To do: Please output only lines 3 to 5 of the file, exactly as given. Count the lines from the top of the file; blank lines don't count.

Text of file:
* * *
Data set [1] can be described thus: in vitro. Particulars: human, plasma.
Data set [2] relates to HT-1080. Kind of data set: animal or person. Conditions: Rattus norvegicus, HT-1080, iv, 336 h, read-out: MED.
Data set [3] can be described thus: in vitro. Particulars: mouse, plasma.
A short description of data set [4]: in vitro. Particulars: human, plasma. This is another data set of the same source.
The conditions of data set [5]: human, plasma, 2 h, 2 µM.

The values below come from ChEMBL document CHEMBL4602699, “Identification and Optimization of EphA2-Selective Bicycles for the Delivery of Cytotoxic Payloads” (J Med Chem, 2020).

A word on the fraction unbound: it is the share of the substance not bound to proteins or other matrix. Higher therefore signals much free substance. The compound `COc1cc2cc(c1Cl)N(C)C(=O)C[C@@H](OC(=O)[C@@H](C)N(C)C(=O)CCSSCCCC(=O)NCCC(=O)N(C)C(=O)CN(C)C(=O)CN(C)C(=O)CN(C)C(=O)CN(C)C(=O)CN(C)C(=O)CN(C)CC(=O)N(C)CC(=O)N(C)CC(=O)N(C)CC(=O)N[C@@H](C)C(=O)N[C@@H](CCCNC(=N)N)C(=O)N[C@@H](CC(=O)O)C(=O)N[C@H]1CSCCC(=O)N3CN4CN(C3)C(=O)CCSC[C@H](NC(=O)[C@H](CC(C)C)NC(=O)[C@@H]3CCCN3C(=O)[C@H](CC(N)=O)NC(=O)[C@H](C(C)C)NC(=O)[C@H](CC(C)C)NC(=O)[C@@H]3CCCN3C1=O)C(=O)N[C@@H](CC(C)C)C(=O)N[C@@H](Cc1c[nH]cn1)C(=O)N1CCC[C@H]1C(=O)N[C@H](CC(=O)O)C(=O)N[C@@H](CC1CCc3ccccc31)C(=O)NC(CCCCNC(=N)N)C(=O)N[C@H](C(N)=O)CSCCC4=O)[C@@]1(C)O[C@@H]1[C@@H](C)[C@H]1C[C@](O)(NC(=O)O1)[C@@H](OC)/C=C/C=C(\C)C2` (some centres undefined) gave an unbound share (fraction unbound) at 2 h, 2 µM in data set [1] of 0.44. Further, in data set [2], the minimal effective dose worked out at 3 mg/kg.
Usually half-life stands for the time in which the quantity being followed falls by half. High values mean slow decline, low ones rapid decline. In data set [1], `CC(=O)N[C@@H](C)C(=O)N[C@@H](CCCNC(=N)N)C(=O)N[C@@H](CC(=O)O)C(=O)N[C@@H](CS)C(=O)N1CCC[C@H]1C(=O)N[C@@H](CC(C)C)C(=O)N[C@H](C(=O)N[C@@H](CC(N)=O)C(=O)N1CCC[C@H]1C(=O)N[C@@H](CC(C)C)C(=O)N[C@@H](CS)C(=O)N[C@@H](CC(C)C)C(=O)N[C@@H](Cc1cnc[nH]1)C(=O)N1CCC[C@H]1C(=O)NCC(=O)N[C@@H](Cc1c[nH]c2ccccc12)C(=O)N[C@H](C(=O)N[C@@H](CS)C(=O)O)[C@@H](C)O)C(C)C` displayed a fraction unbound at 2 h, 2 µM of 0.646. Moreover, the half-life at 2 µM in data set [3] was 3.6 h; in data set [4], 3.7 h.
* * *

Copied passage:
Data set [3] can be described thus: in vitro. Particulars: mouse, plasma.
A short description of data set [4]: in vitro. Particulars: human, plasma. This is another data set of the same source.
The conditions of data set [5]: human, plasma, 2 h, 2 µM.